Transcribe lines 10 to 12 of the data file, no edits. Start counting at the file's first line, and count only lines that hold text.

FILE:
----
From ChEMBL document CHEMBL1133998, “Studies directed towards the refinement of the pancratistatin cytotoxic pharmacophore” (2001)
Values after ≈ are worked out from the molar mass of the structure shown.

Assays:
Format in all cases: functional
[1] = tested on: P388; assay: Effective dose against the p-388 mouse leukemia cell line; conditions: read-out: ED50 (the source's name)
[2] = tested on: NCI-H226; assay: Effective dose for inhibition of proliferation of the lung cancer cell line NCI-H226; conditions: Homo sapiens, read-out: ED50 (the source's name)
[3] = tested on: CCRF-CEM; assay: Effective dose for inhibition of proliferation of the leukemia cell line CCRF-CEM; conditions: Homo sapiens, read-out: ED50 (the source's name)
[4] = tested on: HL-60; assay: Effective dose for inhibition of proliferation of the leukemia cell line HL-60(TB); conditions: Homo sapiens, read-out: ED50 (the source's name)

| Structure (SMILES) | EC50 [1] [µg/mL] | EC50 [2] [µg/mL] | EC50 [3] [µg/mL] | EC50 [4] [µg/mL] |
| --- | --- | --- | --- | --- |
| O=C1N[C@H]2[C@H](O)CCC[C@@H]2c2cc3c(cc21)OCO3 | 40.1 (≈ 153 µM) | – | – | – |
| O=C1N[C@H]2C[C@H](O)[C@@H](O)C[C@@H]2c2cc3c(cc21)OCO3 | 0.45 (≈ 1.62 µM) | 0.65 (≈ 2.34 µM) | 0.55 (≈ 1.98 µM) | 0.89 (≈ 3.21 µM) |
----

| --- | --- | --- | --- | --- |
| O=C1N[C@H]2[C@H](O)CCC[C@@H]2c2cc3c(cc21)OCO3 | 40.1 (≈ 153 µM) | – | – | – |
| O=C1N[C@H]2C[C@H](O)[C@@H](O)C[C@@H]2c2cc3c(cc21)OCO3 | 0.45 (≈ 1.62 µM) | 0.65 (≈ 2.34 µM) | 0.55 (≈ 1.98 µM) | 0.89 (≈ 3.21 µM) |